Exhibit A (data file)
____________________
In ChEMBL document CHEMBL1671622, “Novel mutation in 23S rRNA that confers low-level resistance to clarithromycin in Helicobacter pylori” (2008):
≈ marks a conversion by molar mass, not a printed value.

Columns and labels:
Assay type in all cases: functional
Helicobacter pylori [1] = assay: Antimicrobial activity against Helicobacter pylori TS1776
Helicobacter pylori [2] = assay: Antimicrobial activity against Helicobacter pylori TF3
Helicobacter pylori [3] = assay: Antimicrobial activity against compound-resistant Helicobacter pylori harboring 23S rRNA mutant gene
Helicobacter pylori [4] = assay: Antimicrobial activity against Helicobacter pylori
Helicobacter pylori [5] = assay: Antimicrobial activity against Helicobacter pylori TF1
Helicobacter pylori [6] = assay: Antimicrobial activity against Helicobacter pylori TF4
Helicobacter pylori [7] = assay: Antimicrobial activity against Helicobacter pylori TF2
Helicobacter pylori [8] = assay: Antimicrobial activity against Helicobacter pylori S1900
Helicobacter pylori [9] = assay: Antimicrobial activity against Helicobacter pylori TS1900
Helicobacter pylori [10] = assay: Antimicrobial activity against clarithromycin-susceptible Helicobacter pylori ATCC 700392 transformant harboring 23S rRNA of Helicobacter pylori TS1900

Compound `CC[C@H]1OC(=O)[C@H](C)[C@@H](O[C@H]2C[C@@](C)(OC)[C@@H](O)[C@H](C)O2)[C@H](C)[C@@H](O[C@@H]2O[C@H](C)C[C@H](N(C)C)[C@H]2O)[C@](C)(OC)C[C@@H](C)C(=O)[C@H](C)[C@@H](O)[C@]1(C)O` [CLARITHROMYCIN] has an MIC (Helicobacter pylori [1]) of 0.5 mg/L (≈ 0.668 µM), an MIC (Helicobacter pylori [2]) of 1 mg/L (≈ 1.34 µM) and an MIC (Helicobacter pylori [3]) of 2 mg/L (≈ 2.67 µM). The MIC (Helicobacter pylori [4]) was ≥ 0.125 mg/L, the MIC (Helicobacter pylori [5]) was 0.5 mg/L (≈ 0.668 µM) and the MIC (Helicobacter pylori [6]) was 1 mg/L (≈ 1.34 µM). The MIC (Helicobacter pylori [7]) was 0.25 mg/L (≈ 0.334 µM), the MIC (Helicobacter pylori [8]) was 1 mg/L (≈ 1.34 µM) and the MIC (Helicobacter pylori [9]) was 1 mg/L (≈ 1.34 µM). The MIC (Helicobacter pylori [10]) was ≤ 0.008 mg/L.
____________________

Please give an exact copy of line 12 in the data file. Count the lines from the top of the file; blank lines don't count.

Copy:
Helicobacter pylori [8] = assay: Antimicrobial activity against Helicobacter pylori S1900